Power: The MMA9550L is one of the first products in the market intended for use as a smart sensor hub. Data from multiple sources attached to the MMA9550L master I2C port can be consolidated and pre-processed before sending it along to a host processor. The MM9550 includes significantly more intelligence than analog and state-machine-based digital accelerometers1. Yet its power requirements will still be measured against those products. As an example, at a sample rate of 100 samples per second, in normal mode of operation, the MMA8450Q typically consumes a bit over 70uA. In shutdown mode, that drops to less than 1uA. Conceptually, a state-machine-based product, compared to a microprocessor-based product on the same technology, will always consume less power. Dedicated data paths don’t include memory and instruction overhead associated with an MCU. The trick is to bring the MCU-based system power down to a level where the benefits arising from the MCU outweigh the incremental power consumed by that MCU and associated memories. Low power requirements impacted the following:

  • Process selection: We chose an ultralow leakage process, with CMOS logic running off a native 1.8V supply. No regulator was needed for the logic supply, minimizing DC bias currents.
  • Memories: We scouted IP sources both inside and outside of Freescale to select the most power conscious memories we could find. This included both flash and RAM blocks specifically designed for low power.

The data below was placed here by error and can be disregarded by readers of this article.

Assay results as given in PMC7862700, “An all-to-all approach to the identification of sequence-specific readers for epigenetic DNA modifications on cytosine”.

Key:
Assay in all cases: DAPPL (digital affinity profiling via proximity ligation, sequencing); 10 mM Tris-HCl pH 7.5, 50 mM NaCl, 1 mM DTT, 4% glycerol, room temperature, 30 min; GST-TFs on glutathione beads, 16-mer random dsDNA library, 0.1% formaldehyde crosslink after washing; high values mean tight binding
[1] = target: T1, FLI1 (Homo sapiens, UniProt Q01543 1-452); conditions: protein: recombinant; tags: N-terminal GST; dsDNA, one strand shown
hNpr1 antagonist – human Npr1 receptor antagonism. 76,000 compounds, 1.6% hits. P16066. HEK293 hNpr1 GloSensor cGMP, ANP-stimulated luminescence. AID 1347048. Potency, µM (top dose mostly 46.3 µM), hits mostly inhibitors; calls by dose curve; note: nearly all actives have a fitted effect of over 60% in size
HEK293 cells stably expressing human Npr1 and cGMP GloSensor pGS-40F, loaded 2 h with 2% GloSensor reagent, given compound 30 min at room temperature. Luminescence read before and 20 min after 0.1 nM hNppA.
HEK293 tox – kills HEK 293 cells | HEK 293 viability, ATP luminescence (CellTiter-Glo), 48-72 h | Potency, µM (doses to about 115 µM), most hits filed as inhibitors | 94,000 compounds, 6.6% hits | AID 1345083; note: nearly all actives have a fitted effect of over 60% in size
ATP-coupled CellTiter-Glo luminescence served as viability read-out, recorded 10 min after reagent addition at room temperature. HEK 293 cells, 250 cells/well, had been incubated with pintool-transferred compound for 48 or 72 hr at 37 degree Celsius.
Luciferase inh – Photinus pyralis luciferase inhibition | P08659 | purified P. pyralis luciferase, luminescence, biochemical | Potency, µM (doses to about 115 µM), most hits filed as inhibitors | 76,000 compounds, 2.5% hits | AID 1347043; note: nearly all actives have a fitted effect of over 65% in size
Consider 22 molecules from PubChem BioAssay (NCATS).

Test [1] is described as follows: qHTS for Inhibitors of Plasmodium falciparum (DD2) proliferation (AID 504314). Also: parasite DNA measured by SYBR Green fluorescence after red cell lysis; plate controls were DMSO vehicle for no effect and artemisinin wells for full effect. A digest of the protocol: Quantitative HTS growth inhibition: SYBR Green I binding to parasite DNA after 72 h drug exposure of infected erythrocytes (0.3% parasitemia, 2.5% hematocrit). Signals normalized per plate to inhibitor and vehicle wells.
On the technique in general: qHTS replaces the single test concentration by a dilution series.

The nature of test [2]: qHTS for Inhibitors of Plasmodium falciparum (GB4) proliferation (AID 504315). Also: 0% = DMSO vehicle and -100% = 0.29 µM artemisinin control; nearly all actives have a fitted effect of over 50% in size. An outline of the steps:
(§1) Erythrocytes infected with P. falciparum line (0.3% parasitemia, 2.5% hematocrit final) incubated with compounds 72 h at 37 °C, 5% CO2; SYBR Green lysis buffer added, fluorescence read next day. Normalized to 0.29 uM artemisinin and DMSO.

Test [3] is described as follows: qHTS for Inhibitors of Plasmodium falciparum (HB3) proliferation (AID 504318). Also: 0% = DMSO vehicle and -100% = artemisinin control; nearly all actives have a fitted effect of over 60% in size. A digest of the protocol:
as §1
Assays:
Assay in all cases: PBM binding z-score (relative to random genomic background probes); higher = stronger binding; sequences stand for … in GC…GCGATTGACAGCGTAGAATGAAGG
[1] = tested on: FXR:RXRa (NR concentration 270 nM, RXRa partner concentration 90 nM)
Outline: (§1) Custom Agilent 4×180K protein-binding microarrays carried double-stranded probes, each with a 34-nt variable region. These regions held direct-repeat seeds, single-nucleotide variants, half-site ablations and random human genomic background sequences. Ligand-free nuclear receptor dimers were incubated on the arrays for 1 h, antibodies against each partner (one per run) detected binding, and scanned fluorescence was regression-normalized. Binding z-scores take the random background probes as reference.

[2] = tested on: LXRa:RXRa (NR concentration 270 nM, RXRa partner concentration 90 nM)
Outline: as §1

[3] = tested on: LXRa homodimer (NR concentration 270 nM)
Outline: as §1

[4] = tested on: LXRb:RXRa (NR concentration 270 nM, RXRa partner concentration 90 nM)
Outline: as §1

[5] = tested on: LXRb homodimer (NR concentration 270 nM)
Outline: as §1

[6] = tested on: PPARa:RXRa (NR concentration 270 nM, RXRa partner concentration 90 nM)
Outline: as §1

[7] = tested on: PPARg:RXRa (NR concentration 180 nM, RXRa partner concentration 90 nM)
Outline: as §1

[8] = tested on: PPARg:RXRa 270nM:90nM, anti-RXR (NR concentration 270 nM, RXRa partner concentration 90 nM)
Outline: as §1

• AFE: The analog-front-end was enhanced for improved noise and sensitivity at minimal power levels. The architect who designed this block measured power consumed in micro-coulombs/ADC conversion.
  • CPU: A few years ago, I was a member of the team that designed the first members of Freescale’s “Flexis family” of parts. We created socket compatible 8-bit and 32-bit devices, allowing users to trade off cost versus performance. Along the way, we discovered that for any given task, our 32-bit ColdFire devices consumed significantly less power than their 8-bit counterparts. At first this seemed counter intuitive, until we realized that the ColdFire-based parts needed many fewer instructions to accomplish the same task. After comparing area, power consumption and code size requirements for a variety of architectures (including S08 and ARM architectures), we ultimately settled on the same ColdFire V1 architecture used in the Flexis family. An S08 implementation would have been smaller, but we wanted to keep power down. The added performance from the 32-bit architecture was a big boost as well.